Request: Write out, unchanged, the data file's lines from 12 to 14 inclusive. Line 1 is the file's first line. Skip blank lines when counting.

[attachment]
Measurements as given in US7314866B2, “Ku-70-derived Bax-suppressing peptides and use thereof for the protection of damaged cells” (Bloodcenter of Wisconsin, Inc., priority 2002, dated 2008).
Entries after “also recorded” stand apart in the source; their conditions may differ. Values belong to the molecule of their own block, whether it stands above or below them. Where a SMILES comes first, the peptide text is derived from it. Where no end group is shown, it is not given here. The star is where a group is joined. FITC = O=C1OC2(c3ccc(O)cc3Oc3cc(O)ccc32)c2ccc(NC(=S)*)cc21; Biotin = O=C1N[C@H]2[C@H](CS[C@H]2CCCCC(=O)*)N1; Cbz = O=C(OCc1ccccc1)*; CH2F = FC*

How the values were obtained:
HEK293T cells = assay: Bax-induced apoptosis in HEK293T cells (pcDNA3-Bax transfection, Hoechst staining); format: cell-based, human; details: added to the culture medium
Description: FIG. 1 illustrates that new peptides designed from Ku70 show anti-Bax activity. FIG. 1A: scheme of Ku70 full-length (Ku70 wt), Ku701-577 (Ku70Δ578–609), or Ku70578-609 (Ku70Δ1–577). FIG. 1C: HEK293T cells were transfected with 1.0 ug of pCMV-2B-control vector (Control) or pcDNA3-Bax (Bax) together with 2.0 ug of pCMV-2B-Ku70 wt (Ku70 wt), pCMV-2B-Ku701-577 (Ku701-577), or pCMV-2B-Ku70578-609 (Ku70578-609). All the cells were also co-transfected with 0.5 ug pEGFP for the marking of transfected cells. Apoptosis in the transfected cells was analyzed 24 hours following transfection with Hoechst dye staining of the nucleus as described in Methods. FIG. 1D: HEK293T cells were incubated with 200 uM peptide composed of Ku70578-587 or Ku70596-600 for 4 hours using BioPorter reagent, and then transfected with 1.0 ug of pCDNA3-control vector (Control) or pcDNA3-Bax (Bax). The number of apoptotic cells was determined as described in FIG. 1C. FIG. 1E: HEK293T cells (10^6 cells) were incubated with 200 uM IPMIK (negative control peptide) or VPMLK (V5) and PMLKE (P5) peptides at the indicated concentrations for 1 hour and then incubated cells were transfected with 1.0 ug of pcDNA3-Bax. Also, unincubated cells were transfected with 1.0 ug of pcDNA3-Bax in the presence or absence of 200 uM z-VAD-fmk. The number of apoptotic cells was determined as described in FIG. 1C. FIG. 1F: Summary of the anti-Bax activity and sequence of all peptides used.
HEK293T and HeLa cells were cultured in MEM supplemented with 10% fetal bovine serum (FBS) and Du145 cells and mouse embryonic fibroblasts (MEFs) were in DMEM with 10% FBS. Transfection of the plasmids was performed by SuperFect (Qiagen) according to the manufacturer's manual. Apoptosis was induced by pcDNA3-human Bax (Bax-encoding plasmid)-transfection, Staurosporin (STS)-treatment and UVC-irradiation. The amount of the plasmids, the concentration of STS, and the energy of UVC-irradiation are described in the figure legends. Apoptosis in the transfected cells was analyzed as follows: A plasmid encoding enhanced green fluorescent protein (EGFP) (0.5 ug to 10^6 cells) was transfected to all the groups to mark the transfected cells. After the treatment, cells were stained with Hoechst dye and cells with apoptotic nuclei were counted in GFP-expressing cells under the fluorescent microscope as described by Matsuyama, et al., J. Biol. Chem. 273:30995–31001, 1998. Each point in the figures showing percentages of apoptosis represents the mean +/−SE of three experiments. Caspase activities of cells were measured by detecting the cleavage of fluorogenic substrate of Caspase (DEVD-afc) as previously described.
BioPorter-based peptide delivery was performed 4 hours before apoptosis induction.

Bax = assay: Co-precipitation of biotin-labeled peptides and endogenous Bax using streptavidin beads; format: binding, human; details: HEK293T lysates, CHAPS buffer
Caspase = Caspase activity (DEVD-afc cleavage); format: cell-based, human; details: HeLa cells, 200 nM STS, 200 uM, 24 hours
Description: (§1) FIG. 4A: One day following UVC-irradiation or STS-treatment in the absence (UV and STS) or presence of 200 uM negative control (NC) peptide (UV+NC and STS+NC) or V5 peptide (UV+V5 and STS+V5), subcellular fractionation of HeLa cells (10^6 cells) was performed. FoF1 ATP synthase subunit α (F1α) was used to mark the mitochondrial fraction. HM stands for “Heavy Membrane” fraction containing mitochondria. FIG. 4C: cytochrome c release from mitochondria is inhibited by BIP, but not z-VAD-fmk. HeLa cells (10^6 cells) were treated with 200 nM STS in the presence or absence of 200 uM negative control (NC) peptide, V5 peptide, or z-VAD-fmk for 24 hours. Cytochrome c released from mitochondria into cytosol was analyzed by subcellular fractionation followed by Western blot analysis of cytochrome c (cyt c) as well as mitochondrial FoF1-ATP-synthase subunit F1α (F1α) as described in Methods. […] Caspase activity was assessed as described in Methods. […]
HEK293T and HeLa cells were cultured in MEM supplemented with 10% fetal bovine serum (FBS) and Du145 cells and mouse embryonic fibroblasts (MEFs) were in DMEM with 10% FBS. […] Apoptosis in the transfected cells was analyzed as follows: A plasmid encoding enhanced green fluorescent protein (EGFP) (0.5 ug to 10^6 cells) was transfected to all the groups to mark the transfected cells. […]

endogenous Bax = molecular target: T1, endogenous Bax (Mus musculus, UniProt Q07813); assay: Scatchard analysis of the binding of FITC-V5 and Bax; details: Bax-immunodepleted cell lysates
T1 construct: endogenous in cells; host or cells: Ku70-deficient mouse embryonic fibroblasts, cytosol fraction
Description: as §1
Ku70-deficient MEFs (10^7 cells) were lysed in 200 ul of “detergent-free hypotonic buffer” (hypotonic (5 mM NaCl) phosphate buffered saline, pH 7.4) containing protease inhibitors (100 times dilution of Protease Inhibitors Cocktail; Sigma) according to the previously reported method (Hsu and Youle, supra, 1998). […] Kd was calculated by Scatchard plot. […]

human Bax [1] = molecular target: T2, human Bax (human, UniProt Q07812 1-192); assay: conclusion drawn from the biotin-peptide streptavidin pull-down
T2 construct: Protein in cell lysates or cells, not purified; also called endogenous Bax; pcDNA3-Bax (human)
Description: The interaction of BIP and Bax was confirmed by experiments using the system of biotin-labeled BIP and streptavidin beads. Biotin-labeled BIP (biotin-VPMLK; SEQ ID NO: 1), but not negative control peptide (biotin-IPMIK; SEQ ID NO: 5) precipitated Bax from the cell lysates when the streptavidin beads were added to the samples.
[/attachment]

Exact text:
endogenous Bax = molecular target: T1, endogenous Bax (Mus musculus, UniProt Q07813); assay: Scatchard analysis of the binding of FITC-V5 and Bax; details: Bax-immunodepleted cell lysates
T1 construct: endogenous in cells; host or cells: Ku70-deficient mouse embryonic fibroblasts, cytosol fraction
Description: as §1